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In Conversation with… Illyus & Barrientos

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Words by Niamh O’Connor

Since building their friendship on the dance floors of Glasgow, Illyus & Barrientos have earned an expansive career by sculpting and creating their trademark sound of raw and funky house music, laced with an infectious energy which radiates off the pair behind the decks.

Having just topped January’s Buzz chart with their new single ‘So Serious’ on Toolroom and with 2017’s ’Takin Over’ hailed as one of Mixmag’s Top 10 House tracks of the year and their version of ‘I feel Love’ still rocking the floor, Illyus & Barrientos are tipped for even greater things this year.  Gracing the back catalogues of Defected, Suara, Toolroom, Exploited Records and Glasgow Underground has catapulted the duo into the electronic soundscape, sharing their sounds throughout all corners of the globe with shows in Space Ibiza, Ministry of Sound, The Arches, Riverside Festival and of course, Egg LDN.

This Saturday February 3rd sees them join Toolroom Live alongside Mark Knight, Nick Curly, Adrian Hour, Supersaver, Tube & Berger and many more art Egg Ldn and expect an infectious chunky set packed with percussive energy, you can grab tickets here.

With roots in Chile and Frankfurt, tell us about the music scene in the cities you grew up in and what sounds you were exposed to?

Illyus – I was mostly exposed to Hip Hop. I grew up with things like Eric B. & Rakim, Gang Starr, Pete Rock etc. It was all very sample based stuff that I was into. Frankfurt, as you know, has a massive electronic scene with clubs like Cocoon and Robert Johnson having a huge history.

Barrientos – I grew up in Glasgow, and when I was growing up it was all about being in bands. Mostly shit bands. Then the trend changed pretty quickly and DJing/producing made a comeback. It was all about electro – Soulwax, Erol Alkan, Justice, Crookers… I loved all that sound growing up because it was just really fun to listen to! A lot of people probably sneer at that scene now 10 years on, but it really did help get me into electronic music.

Explain the dynamic between you guys in the studio and DJ booth?

Illyus – In the studio, it can vary. We sometimes totally just jam and try get an idea down as quickly as possible, but it can be so different other times where we just have to leave the other to do our own thing individually. We have found that balance of knowing when the other is in the zone. DJ-ing wise, it’s pretty simple – you bring your records, I’ll bring mine and we’ll have a mad one!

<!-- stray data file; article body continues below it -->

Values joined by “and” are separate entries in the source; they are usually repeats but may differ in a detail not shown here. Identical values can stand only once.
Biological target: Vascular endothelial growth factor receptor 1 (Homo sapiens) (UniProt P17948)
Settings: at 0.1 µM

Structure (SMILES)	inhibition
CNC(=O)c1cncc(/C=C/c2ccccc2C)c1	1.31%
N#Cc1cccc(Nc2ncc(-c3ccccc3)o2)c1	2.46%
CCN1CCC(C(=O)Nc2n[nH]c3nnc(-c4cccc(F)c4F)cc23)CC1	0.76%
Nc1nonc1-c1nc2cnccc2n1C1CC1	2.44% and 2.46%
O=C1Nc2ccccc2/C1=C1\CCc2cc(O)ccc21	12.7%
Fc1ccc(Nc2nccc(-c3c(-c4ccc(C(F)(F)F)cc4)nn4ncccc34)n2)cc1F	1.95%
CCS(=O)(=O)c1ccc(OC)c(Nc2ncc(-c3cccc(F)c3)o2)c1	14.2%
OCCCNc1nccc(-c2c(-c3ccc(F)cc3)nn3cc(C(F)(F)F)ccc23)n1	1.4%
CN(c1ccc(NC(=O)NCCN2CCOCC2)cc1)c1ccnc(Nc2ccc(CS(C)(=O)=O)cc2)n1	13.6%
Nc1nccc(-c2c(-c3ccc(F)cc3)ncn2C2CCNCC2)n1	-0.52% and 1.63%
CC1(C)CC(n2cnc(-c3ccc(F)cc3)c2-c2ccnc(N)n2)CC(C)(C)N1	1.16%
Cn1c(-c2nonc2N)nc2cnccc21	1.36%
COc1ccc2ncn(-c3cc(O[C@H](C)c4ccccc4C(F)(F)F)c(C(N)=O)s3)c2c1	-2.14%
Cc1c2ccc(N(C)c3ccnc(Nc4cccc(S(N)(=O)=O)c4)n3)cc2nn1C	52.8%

Barrientos – Yeah being in the studio can vary a lot. Most of the time we’ll write individual ideas, and then bring them together in the studio and work on it from there. Although, some of the best ideas we’ve written have been ones we’ve both created together in the studio. When it comes to DJ sets, the dynamic is we do whatever the fuck we want! There’s no rules there.

As travelling artists, most shows can take place on weekends in different cities around the world. How do you guys manage studio time, do you keep to a strict schedule?

Illyus – When it comes to studio time, we are 100% the worst for rules. Everything depends on mood, food and beer. We just somehow know when we’re onto something and then sink our teeth into it, but other than that it all depends on our attitude at the time.

Barrientos – we tend to pick a few days to work in the studio at the start of the week. It’s never a Monday though! If we’re gigging at the weekend, sometimes we’ll try and blitz through a new idea so we can test it in the club that weekend. We’re deffo not a strict schedule type of duo. Keeping it fast and loose.

Have either of you changed production tactics or your approach to mixing since starting out all those years ago?

Illyus – For sure we’re always evolving but the crazy thing is I forget a lot of techniques I’ve used in the past. I should probably recycle and use in our latest records but you just learn so much and can never stand still.

Barrientos – My approach to production has totally changed since I started writing records. Mostly because I was absolutely shit at mixing records. I’d be pretty worried if I hadn’t improved over these years… I think my approach has been influenced by Illyus, and vice-versa for him. Our approach for mixing tracks is so rapid now, we don’t ever really want to rest on a track. If it’s good, it’s good. If it’s crap, chuck it in the bin.

Finally, a challenging question…what do you guys think is the most crucial record ever made?

Illyus – Armand Van Helden – You Don’t Know Me.
Barrientos – Stardust – Music Sounds Better With You. I don’t even care what you think. It’s still fucking magic.

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